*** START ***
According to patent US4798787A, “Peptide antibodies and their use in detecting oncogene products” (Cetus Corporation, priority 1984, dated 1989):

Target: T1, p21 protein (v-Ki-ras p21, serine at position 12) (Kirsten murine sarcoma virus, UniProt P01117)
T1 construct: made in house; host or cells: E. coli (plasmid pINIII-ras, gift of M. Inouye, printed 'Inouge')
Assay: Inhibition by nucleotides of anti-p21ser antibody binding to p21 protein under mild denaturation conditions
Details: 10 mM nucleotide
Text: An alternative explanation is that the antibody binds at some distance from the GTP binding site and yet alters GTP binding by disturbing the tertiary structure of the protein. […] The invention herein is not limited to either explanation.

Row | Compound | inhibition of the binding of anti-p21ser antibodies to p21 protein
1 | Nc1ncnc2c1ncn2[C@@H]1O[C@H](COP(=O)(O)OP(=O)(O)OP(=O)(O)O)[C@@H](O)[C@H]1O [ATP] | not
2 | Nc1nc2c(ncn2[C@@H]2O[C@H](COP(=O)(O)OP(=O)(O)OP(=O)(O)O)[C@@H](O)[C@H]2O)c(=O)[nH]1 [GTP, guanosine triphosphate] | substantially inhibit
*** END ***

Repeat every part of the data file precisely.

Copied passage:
According to patent US4798787A, “Peptide antibodies and their use in detecting oncogene products” (Cetus Corporation, priority 1984, dated 1989):

Target: T1, p21 protein (v-Ki-ras p21, serine at position 12) (Kirsten murine sarcoma virus, UniProt P01117)
T1 construct: made in house; host or cells: E. coli (plasmid pINIII-ras, gift of M. Inouye, printed 'Inouge')
Assay: Inhibition by nucleotides of anti-p21ser antibody binding to p21 protein under mild denaturation conditions
Details: 10 mM nucleotide
Text: An alternative explanation is that the antibody binds at some distance from the GTP binding site and yet alters GTP binding by disturbing the tertiary structure of the protein. […] The invention herein is not limited to either explanation.

Row | Compound | inhibition of the binding of anti-p21ser antibodies to p21 protein
1 | Nc1ncnc2c1ncn2[C@@H]1O[C@H](COP(=O)(O)OP(=O)(O)OP(=O)(O)O)[C@@H](O)[C@H]1O [ATP] | not
2 | Nc1nc2c(ncn2[C@@H]2O[C@H](COP(=O)(O)OP(=O)(O)OP(=O)(O)O)[C@@H](O)[C@H]2O)c(=O)[nH]1 [GTP, guanosine triphosphate] | substantially inhibit